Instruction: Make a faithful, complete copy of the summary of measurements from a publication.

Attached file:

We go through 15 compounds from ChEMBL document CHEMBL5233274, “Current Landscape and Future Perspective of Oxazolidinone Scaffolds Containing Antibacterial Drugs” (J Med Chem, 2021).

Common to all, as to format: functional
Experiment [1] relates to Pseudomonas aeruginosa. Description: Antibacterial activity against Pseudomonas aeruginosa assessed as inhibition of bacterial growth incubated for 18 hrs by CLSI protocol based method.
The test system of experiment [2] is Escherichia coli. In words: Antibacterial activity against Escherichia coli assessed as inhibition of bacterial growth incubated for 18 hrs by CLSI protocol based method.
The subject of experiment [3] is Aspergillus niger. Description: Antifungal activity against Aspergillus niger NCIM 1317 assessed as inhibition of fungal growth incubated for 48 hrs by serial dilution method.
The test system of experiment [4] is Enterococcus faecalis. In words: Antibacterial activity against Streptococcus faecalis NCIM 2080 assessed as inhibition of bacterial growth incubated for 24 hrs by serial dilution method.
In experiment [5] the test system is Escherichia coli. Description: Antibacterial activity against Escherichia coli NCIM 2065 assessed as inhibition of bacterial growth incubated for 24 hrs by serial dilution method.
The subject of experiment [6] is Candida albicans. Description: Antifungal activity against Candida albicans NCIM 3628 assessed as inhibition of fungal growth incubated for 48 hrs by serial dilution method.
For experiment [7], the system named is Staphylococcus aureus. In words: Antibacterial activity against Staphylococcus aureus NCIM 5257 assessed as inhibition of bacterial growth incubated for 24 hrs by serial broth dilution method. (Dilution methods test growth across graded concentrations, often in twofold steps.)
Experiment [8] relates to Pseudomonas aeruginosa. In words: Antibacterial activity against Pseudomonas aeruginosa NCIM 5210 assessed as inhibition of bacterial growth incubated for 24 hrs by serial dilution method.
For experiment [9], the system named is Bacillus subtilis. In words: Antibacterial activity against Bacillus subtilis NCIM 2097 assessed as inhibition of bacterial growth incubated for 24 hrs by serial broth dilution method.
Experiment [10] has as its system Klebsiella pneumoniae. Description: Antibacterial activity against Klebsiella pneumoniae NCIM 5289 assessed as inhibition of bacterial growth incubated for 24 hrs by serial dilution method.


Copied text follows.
We go through 15 compounds from ChEMBL document CHEMBL5233274, “Current Landscape and Future Perspective of Oxazolidinone Scaffolds Containing Antibacterial Drugs” (J Med Chem, 2021).

Common to all, as to format: functional
Experiment [1] relates to Pseudomonas aeruginosa. Description: Antibacterial activity against Pseudomonas aeruginosa assessed as inhibition of bacterial growth incubated for 18 hrs by CLSI protocol based method.
The test system of experiment [2] is Escherichia coli. In words: Antibacterial activity against Escherichia coli assessed as inhibition of bacterial growth incubated for 18 hrs by CLSI protocol based method.
The subject of experiment [3] is Aspergillus niger. Description: Antifungal activity against Aspergillus niger NCIM 1317 assessed as inhibition of fungal growth incubated for 48 hrs by serial dilution method.
The test system of experiment [4] is Enterococcus faecalis. In words: Antibacterial activity against Streptococcus faecalis NCIM 2080 assessed as inhibition of bacterial growth incubated for 24 hrs by serial dilution method.
In experiment [5] the test system is Escherichia coli. Description: Antibacterial activity against Escherichia coli NCIM 2065 assessed as inhibition of bacterial growth incubated for 24 hrs by serial dilution method.
The subject of experiment [6] is Candida albicans. Description: Antifungal activity against Candida albicans NCIM 3628 assessed as inhibition of fungal growth incubated for 48 hrs by serial dilution method.
For experiment [7], the system named is Staphylococcus aureus. In words: Antibacterial activity against Staphylococcus aureus NCIM 5257 assessed as inhibition of bacterial growth incubated for 24 hrs by serial broth dilution method. (Dilution methods test growth across graded concentrations, often in twofold steps.)
Experiment [8] relates to Pseudomonas aeruginosa. In words: Antibacterial activity against Pseudomonas aeruginosa NCIM 5210 assessed as inhibition of bacterial growth incubated for 24 hrs by serial dilution method.
For experiment [9], the system named is Bacillus subtilis. In words: Antibacterial activity against Bacillus subtilis NCIM 2097 assessed as inhibition of bacterial growth incubated for 24 hrs by serial broth dilution method.
Experiment [10] has as its system Klebsiella pneumoniae. Description: Antibacterial activity against Klebsiella pneumoniae NCIM 5289 assessed as inhibition of bacterial growth incubated for 24 hrs by serial dilution method.